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Let me be more precise. In my winforms project im creating classes to manage/create every part of the program. I did it to have more control over my code. E.g. I have a class that manages my DataGridView control. I named it gridManager and in it i set all properties, colors and so on and also i have methods to change those settings (e.g. changeBackgroundColor() etc). I also have this type of class for each Panel in splitContainer. In those classes i initialize every Control that is a child of panel i add them to that panel set all properties and so on.

I wrote it all to give you better view at the purpose of those classes.

Now my question is: is it good practice to make this classes static? With all controls and methods inside being static?

At first i had them non-static but when i wanted to call methods for (e.g.) changing color from options Form i had to either pass MainForm as a parameter or do it like this:

(Application.OpenForm[0] as MainForm).gridManager.changeColor();

Static version of it makes it a lot easier. But it makes me wonder if its a good thing to do. Uh a lot of explaining i hope my not perfect English wont make it even more difficult to understand. :)

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up vote 7 down vote accepted

Global mutable state is usually a bad idea.

Static methods/classes are good for simple sideeffect free functions. Math and Enumerable are good examples.

You on the other hand want controls inside static fields. These are mutable state and thus should be avoided. For example if you tomorrow want to have two instances of your form, you need two instances of your manager class. But it's static and you now need to rewrite all the code using it.

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Like anything, static classes have tradeoffs. The two "negative" ones that come to mind are

  1. You can't inherit from static classes
  2. You can't (easily) mock static classes for testing

But it sounds like in your cases you wouldn't be doing any inheritance of these classes anyway, so perhaps in this case it would be okay.

Edit This is assuming you're doing something like a control factory.
For example: var grid = GridManager.CreateGrid(options);

If you're doing something like

var data = GridManager.GetDataFromGrid(myGrid)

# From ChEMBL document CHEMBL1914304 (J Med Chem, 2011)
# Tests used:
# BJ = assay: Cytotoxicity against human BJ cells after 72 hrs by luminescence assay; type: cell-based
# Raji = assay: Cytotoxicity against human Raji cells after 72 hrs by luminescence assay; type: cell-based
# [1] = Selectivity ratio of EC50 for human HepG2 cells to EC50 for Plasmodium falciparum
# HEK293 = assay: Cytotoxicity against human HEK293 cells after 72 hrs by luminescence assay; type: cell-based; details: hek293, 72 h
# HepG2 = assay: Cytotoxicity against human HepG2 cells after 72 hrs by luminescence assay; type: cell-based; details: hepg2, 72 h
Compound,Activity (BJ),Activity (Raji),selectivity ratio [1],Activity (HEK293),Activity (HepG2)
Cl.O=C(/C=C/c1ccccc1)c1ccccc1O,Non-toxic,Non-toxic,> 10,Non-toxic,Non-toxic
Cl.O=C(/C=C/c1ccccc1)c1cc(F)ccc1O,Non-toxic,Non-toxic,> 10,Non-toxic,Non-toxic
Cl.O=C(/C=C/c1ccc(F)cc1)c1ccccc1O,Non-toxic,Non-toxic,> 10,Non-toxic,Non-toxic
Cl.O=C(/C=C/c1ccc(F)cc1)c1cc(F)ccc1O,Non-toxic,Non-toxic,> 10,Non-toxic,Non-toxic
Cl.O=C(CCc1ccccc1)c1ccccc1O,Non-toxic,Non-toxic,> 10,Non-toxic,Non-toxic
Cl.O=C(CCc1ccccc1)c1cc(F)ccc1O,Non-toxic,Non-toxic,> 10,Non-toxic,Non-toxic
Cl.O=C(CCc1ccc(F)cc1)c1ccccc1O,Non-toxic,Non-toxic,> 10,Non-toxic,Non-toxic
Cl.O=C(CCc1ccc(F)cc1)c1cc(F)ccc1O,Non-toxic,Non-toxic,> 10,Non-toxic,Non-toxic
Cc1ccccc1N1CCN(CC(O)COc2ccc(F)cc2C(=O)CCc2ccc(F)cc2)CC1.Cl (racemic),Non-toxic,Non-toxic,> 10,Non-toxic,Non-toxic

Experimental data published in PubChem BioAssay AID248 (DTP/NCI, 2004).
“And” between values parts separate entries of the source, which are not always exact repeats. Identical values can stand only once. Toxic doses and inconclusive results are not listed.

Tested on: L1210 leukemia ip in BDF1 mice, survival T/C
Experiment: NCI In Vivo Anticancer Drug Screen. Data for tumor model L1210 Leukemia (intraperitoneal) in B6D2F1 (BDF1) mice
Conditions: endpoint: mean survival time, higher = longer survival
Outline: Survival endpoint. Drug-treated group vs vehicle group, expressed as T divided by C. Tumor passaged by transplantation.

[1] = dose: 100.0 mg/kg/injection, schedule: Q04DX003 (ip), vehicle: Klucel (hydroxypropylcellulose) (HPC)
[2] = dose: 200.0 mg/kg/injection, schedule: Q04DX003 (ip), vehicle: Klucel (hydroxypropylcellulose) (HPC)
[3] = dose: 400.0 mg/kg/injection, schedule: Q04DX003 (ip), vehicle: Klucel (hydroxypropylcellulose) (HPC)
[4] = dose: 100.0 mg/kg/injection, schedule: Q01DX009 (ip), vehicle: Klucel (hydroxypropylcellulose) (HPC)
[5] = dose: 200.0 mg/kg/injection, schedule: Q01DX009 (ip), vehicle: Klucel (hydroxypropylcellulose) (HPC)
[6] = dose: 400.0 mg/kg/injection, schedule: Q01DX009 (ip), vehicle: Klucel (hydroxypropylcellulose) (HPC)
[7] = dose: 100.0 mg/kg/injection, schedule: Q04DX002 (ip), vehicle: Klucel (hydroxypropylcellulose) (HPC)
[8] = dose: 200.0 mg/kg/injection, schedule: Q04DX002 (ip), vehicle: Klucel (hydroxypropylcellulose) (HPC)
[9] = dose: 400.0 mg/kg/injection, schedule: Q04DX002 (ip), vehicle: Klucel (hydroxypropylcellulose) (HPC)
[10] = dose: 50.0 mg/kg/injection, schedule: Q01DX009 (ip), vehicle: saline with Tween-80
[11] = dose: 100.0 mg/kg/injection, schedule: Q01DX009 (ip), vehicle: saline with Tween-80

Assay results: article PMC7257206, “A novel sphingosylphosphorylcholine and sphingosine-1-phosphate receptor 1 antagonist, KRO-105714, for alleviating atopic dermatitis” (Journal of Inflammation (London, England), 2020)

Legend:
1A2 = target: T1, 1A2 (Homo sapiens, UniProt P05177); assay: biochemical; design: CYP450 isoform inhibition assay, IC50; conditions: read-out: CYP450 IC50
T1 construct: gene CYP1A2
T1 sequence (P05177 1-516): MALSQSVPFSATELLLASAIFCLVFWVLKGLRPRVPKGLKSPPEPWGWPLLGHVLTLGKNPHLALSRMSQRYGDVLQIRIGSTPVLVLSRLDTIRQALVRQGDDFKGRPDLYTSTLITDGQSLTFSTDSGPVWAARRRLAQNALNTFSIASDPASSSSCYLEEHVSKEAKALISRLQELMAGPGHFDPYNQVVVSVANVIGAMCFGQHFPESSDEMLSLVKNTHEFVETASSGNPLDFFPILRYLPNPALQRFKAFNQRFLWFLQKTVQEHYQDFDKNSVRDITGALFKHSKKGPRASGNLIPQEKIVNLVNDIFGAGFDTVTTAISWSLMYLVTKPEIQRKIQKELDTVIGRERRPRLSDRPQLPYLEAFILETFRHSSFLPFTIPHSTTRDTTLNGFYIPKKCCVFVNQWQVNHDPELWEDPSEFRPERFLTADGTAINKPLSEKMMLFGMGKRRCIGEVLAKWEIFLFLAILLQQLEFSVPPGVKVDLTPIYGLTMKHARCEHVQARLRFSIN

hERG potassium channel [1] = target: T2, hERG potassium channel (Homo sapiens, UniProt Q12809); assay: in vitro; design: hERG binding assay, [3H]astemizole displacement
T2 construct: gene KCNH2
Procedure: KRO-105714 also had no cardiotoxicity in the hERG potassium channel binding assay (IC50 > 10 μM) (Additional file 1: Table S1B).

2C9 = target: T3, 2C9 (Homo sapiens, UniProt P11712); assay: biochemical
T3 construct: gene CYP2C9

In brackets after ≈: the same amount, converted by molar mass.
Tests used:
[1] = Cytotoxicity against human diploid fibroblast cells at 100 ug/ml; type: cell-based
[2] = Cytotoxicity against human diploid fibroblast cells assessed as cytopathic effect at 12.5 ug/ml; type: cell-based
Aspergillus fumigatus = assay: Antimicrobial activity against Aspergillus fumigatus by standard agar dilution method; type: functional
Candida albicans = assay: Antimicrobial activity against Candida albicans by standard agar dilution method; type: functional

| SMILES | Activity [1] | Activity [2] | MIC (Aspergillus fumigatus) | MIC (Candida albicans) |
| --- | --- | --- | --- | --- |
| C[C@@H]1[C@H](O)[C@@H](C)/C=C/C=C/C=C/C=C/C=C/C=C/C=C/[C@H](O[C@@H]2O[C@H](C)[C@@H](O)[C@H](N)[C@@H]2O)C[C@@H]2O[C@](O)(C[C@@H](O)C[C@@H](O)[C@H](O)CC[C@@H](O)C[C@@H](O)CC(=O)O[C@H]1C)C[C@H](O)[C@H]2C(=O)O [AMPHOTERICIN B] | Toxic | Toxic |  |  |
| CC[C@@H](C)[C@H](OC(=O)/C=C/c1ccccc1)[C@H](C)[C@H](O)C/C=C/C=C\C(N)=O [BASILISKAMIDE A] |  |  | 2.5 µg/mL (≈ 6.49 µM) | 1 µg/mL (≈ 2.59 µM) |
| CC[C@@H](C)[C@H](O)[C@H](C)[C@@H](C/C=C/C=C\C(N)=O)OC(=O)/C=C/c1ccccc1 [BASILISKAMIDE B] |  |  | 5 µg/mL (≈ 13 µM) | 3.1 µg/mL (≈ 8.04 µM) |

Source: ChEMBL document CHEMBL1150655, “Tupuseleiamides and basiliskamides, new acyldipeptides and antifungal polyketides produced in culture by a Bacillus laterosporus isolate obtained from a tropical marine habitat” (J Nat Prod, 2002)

I'd probably reconsider.

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Static classes have their place, but this probably is not one of them unless it is a quick and dirty application. If you want to have automated tests around your code, it can be nearly impossible if the code under test uses static classes for preferences.

It might be better to use the singleton pattern. This way you can replace the implementation during the automated test.

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I'd even avoid the standard singleton pattern where possible. IMO it is preferable to register it as singleton in your DI container. That way you don't bake the assumption that something is a singleton into the consuming code. – CodesInChaos Jun 9 '11 at 21:21

You better do it with normal classes that is linked to that grid object. If you need another grid object you may need to instantiate another instance. Controllers are not the best candidate for static classes.

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Its neither good nor bad practice, its just a common pattern for certain tasks.

Generally speaking you would use static methods for functionality that is related to a class type but does not rely upon any instance data to work, a classic use would be something like a factory type method that returns an initialized instance of the class its attached to.

public SomeClass = SomeClass.CreateWithSomeInit(parms);
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Static classes certainly have their place, but I think that using them whenever you can is a bad advice.

The whole concept of OOP is built around instances and so you should use non-static classes most of the time. The reason? Primarily flexibility. You can have two instances that do the same thing is a slightly different way based on their internal state. You can have more implementations of the same concept and you can easily switch them. You can use things like Inversion of Control containers. And so on.

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